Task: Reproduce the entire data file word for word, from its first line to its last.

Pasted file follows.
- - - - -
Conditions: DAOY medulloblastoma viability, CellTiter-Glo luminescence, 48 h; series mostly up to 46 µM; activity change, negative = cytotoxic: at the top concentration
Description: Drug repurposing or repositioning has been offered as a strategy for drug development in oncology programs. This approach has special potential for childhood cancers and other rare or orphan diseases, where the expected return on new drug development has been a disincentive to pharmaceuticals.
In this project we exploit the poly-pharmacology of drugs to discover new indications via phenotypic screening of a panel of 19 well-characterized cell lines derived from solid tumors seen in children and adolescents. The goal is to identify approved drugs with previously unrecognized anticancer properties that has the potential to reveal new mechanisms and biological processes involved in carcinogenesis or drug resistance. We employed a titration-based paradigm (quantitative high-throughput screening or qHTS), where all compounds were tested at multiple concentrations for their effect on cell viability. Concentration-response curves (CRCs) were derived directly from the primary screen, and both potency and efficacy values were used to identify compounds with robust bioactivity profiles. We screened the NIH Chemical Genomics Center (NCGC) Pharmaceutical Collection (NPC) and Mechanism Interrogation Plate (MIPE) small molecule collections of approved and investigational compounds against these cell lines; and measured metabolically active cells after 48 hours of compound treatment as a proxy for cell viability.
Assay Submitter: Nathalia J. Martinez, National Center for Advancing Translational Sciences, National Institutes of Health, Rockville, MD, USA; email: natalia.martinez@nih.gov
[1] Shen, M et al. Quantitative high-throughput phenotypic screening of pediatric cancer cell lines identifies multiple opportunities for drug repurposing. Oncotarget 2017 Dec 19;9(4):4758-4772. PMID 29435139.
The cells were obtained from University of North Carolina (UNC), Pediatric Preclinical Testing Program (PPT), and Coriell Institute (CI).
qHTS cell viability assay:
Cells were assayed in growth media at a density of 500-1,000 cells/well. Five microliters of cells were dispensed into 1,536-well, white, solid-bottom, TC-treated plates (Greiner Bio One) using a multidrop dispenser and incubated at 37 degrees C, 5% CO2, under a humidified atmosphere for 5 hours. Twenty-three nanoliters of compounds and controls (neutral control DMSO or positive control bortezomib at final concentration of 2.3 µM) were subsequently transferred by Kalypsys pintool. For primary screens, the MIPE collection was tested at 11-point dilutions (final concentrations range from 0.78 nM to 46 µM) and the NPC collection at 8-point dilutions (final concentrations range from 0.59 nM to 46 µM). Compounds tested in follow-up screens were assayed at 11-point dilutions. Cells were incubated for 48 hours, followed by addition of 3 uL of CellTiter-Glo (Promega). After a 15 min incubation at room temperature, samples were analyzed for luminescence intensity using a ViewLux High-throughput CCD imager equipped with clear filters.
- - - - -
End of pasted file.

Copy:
Conditions: DAOY medulloblastoma viability, CellTiter-Glo luminescence, 48 h; series mostly up to 46 µM; activity change, negative = cytotoxic: at the top concentration
Description: Drug repurposing or repositioning has been offered as a strategy for drug development in oncology programs. This approach has special potential for childhood cancers and other rare or orphan diseases, where the expected return on new drug development has been a disincentive to pharmaceuticals.
In this project we exploit the poly-pharmacology of drugs to discover new indications via phenotypic screening of a panel of 19 well-characterized cell lines derived from solid tumors seen in children and adolescents. The goal is to identify approved drugs with previously unrecognized anticancer properties that has the potential to reveal new mechanisms and biological processes involved in carcinogenesis or drug resistance. We employed a titration-based paradigm (quantitative high-throughput screening or qHTS), where all compounds were tested at multiple concentrations for their effect on cell viability. Concentration-response curves (CRCs) were derived directly from the primary screen, and both potency and efficacy values were used to identify compounds with robust bioactivity profiles. We screened the NIH Chemical Genomics Center (NCGC) Pharmaceutical Collection (NPC) and Mechanism Interrogation Plate (MIPE) small molecule collections of approved and investigational compounds against these cell lines; and measured metabolically active cells after 48 hours of compound treatment as a proxy for cell viability.
Assay Submitter: Nathalia J. Martinez, National Center for Advancing Translational Sciences, National Institutes of Health, Rockville, MD, USA; email: natalia.martinez@nih.gov
[1] Shen, M et al. Quantitative high-throughput phenotypic screening of pediatric cancer cell lines identifies multiple opportunities for drug repurposing. Oncotarget 2017 Dec 19;9(4):4758-4772. PMID 29435139.
The cells were obtained from University of North Carolina (UNC), Pediatric Preclinical Testing Program (PPT), and Coriell Institute (CI).
qHTS cell viability assay:
Cells were assayed in growth media at a density of 500-1,000 cells/well. Five microliters of cells were dispensed into 1,536-well, white, solid-bottom, TC-treated plates (Greiner Bio One) using a multidrop dispenser and incubated at 37 degrees C, 5% CO2, under a humidified atmosphere for 5 hours. Twenty-three nanoliters of compounds and controls (neutral control DMSO or positive control bortezomib at final concentration of 2.3 µM) were subsequently transferred by Kalypsys pintool. For primary screens, the MIPE collection was tested at 11-point dilutions (final concentrations range from 0.78 nM to 46 µM) and the NPC collection at 8-point dilutions (final concentrations range from 0.59 nM to 46 µM). Compounds tested in follow-up screens were assayed at 11-point dilutions. Cells were incubated for 48 hours, followed by addition of 3 uL of CellTiter-Glo (Promega). After a 15 min incubation at room temperature, samples were analyzed for luminescence intensity using a ViewLux High-throughput CCD imager equipped with clear filters.